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Talk to your baby

Your baby can understand speech long before he learns to talk. Even when he's tiny, you'll see that he enjoys your voice, listens to you and responds by cooing. By the end of his first year he'll be ready for his very first words.

You can help him get a head start in language skills.

Start by communicating with your baby whenever you can. This doesn't have to be by talking. Look at his face, smile and sing to him as well.

By the time he's three months old, he'll be making eye-contact with you and smiling at you.

Let your voice be the one he hears most, not voices from the television. Spend time with him and let the housework wait. Play baby games with him and keep talking and singing.

By the time he's a year old, you'll notice that he listens to sounds around, that he turns when noises are made behind his back, that he is making repetitive nonsense sounds, such as 'ba-ba-ba', and that he looks at familiar objects, such as the family pet, when you name them. He may even be saying a word or two, but this is less important than showing an interest in sounds and in what you say to him.

Here are some things to do with your baby to give him a good start.

Hide your face from your baby, then pop your head out and say 'peep-bo'. He'll laugh and giggle at this, and it teaches him to look and listen. The reason he finds it so funny is that he hasn't yet learned that things are still there even if he can't see them. Every time you pop your head out it's a total surprise to your baby. You'll get tired of the game long before he does.

What's that?
When there are noises around the house, draw your baby's attention to them by saying, 'What's that?' and taking him to see what is making the noise. Whether it's the cat miaowing or his Daddy opening the front door, your baby will soon associate the sound with what's happening. 'What's that?' is often one of the first things a baby will say.

Nursery rhymes
Sing to your baby as you bath him, or change his nappy. If you've forgotten the nursery rhymes you used to know, buy or borrow a book or tape and relearn them. In the meantime, sing any song you like to your baby.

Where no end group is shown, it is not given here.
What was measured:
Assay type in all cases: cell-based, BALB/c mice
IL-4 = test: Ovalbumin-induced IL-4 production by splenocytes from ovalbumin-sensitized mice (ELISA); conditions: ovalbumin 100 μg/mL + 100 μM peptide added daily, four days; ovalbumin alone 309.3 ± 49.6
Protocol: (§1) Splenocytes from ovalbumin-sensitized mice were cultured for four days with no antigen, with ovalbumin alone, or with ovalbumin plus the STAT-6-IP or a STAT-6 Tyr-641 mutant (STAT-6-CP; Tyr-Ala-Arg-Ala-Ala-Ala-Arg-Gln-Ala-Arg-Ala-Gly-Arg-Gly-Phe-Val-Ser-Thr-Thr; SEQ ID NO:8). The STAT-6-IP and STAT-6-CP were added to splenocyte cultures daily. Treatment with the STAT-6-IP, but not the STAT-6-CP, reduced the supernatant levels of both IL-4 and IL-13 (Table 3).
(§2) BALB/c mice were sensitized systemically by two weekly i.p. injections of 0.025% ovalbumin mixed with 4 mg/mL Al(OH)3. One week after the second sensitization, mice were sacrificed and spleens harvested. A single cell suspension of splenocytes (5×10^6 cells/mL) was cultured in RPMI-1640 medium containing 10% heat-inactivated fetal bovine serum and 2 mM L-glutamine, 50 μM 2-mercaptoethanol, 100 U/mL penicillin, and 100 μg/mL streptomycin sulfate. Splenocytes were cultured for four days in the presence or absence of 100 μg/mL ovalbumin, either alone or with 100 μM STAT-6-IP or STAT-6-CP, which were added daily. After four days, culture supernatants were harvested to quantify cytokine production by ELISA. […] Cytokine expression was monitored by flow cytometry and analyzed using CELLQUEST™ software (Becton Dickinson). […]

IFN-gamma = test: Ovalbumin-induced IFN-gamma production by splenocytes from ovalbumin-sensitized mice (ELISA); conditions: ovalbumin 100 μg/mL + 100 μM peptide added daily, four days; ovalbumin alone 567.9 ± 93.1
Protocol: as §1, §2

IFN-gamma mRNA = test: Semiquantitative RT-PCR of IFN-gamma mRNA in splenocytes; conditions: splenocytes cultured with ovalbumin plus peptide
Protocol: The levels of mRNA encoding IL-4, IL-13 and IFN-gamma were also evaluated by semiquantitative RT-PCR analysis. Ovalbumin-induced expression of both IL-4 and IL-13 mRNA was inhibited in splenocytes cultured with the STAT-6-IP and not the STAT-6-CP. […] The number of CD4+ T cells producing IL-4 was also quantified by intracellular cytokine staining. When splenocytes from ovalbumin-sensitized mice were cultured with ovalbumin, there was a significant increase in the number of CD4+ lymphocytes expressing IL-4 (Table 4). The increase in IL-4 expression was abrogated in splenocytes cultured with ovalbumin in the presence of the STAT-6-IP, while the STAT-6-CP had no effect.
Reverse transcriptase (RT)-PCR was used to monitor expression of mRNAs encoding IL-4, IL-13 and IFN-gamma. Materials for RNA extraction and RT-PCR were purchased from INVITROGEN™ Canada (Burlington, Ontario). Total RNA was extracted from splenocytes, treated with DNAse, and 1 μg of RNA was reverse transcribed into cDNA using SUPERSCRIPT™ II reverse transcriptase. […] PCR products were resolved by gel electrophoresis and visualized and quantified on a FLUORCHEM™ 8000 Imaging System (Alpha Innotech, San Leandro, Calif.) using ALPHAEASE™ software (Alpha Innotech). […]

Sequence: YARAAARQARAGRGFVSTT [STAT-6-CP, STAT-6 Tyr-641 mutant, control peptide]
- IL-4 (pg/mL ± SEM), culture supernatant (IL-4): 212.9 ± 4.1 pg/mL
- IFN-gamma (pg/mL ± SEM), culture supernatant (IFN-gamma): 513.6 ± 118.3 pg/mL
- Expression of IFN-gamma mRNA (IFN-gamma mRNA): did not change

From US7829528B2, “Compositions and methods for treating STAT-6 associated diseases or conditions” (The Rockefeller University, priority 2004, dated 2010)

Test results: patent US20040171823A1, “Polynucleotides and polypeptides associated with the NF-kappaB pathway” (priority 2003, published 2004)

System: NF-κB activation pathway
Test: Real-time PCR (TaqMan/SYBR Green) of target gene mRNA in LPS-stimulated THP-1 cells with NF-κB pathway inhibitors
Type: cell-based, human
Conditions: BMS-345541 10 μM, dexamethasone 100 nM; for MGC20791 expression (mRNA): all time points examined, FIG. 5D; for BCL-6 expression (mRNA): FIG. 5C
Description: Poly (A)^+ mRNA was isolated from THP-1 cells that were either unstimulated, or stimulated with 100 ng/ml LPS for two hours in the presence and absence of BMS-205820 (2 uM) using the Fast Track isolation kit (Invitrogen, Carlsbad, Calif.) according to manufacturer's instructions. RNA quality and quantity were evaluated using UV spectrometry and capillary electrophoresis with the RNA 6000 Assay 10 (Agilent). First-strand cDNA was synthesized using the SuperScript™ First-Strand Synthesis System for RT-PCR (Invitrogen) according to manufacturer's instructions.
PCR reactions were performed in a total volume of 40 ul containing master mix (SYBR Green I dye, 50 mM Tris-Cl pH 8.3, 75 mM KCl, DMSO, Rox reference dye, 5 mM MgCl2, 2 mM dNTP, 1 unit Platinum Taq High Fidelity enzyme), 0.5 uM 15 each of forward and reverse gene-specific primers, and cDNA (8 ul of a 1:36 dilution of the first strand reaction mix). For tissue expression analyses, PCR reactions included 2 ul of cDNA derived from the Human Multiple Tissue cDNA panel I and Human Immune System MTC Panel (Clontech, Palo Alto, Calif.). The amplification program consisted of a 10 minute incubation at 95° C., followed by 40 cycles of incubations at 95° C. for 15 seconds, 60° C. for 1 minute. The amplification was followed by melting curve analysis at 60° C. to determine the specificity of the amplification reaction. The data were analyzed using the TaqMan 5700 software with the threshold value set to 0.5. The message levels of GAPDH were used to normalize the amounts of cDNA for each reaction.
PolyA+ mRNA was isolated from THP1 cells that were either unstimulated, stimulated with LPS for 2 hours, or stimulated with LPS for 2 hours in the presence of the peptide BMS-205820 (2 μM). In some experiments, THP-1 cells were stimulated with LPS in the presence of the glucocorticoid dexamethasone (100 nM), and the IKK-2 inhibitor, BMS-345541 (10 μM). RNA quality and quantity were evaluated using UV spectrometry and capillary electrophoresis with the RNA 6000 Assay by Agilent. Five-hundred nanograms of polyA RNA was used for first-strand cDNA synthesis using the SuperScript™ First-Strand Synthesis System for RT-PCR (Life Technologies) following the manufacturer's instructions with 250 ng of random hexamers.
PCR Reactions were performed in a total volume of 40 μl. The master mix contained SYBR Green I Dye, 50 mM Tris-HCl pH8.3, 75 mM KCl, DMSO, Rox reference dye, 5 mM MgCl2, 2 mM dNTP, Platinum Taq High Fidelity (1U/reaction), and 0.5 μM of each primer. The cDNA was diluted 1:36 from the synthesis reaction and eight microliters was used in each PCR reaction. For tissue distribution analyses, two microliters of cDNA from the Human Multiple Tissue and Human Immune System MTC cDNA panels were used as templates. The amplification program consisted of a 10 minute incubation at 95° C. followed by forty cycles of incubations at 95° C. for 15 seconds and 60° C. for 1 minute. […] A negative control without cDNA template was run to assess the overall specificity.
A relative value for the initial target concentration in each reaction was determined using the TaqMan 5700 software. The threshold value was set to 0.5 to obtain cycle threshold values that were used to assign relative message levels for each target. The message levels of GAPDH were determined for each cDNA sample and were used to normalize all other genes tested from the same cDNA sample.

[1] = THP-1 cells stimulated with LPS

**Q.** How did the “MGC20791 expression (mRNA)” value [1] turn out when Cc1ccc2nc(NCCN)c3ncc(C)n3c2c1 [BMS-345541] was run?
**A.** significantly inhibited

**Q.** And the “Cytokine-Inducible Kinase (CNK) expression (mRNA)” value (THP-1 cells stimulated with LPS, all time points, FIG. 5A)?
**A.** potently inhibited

Turning on the tape recorder to let him listen on his own is nowhere near as good for his future language skills as singing yourself. Remember that singing is a form of communication. You want your child to communicate with you, not with a piece of machinery.

However, by all means use CDs to sooth your child at certain times. They are worth their weight in gold on long car journeys.

Noisy rattles
Find two or three different rattles or soft squeaky toys. Shake or squeak the loudest of these on one side of your baby, where he can't see it. Watch him turn his head towards the sound. Shake the rattle from a different direction, then from another.

Take your time and give your baby a chance to enjoy the sound and to turn and see the rattle. If he reaches for the rattle, let him have it and leave him to play with it himself.

Use another of the noise makers, perhaps one that makes a quieter sound, and squeak that in a place where your baby cannot see it.

Whisper his name, or rattle a piece of paper. You'll be surprised by the quiet sounds he can hear and enjoy.

Babbling is the repetition of speech sounds over and over again. It happens when your baby's around six months old, and by babbling he practises all the speech sounds he'll need when he talks. It is a fun activity, where he enjoys the noise and feel of sounds.

Choose a time when you and your baby are looking at each other. This could be as you finish changing his nappy, or giving him his feed, or perhaps as he sits in his bouncing cradle.

Make repetitive sounds - 'Ba-ba-ba' or 'ch-ch-ch' and see if he responds. If he makes sounds of his own, babble them back to him. Don't worry that there are no real words attached to the sounds, but simply let yourself and your baby have fun.

Above all, keep talking.